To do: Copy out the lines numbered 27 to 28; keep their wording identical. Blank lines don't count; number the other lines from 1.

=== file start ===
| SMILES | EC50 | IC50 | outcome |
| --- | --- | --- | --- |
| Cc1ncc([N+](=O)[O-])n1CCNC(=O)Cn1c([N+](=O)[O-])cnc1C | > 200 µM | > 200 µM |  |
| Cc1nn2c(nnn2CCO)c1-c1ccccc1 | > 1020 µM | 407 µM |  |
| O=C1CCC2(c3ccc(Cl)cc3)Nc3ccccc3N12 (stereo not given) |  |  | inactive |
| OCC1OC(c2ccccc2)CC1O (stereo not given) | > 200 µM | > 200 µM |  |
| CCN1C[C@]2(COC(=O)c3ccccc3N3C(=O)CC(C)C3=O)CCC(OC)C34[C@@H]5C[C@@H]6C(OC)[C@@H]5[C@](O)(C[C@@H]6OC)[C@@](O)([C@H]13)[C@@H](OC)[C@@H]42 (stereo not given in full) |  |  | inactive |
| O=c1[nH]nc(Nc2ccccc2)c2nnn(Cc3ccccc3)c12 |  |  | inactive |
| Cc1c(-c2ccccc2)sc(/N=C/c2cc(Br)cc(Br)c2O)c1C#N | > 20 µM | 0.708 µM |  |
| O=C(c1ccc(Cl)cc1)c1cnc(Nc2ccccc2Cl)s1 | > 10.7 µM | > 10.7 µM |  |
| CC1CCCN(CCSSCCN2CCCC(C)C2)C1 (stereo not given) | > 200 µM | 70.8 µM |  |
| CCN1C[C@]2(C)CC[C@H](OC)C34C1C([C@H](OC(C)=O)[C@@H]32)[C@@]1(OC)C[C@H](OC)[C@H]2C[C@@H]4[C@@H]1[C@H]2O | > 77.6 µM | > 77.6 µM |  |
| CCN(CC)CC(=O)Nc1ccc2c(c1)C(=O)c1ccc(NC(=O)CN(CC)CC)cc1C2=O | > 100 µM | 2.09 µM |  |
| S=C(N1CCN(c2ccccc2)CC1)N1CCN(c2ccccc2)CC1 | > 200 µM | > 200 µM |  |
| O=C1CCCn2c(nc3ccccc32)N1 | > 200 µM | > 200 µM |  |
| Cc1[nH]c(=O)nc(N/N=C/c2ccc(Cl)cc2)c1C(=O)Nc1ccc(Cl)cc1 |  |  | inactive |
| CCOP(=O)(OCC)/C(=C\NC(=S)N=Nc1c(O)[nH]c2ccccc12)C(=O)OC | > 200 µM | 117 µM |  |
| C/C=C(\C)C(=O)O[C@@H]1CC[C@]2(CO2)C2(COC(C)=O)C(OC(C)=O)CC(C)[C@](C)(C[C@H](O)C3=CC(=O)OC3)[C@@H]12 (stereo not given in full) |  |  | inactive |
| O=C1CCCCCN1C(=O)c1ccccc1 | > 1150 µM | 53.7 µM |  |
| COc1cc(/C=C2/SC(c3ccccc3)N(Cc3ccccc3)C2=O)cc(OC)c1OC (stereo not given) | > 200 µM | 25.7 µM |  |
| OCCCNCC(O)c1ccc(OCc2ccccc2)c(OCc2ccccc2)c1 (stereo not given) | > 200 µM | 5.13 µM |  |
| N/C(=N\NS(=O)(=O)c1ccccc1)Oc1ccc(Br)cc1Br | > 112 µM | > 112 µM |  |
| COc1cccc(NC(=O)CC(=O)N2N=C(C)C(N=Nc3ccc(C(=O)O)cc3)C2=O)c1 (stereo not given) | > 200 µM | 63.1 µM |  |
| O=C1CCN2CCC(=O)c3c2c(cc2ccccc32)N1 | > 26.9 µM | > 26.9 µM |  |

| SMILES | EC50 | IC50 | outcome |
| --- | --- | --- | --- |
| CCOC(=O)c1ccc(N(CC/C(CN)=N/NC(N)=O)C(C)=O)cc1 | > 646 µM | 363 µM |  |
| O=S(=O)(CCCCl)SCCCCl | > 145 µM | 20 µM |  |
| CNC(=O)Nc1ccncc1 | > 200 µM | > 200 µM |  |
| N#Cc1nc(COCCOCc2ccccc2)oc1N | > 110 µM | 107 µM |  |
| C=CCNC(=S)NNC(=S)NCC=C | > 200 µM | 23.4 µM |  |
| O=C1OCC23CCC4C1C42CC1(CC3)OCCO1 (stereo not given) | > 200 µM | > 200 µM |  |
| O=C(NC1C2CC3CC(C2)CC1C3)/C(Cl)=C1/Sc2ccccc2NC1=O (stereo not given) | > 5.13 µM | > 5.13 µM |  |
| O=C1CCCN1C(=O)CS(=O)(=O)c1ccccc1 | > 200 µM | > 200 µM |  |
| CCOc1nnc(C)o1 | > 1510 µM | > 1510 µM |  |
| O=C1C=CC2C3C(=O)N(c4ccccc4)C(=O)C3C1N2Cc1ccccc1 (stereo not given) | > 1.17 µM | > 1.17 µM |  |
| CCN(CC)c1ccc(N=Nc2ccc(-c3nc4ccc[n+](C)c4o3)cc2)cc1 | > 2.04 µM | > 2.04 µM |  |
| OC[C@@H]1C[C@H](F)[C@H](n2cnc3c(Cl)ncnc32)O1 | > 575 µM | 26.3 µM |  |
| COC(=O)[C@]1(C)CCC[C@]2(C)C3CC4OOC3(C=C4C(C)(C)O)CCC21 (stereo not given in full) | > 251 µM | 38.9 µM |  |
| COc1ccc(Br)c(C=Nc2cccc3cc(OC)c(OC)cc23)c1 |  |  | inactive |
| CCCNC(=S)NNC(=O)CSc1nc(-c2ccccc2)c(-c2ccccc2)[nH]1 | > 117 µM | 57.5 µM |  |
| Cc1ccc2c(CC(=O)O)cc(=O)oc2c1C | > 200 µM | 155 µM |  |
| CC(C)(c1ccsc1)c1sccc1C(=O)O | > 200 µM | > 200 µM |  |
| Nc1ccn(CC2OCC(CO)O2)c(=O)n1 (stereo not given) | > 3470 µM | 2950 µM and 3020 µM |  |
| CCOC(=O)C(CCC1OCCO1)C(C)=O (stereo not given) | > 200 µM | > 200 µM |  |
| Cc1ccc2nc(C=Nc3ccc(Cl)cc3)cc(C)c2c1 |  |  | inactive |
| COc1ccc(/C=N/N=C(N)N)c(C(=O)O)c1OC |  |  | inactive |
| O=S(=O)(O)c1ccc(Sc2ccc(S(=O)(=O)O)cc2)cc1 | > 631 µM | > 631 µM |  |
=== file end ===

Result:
| CCOC(=O)c1ccc(N(CC/C(CN)=N/NC(N)=O)C(C)=O)cc1 | > 646 µM | 363 µM |  |
| O=S(=O)(CCCCl)SCCCCl | > 145 µM | 20 µM |  |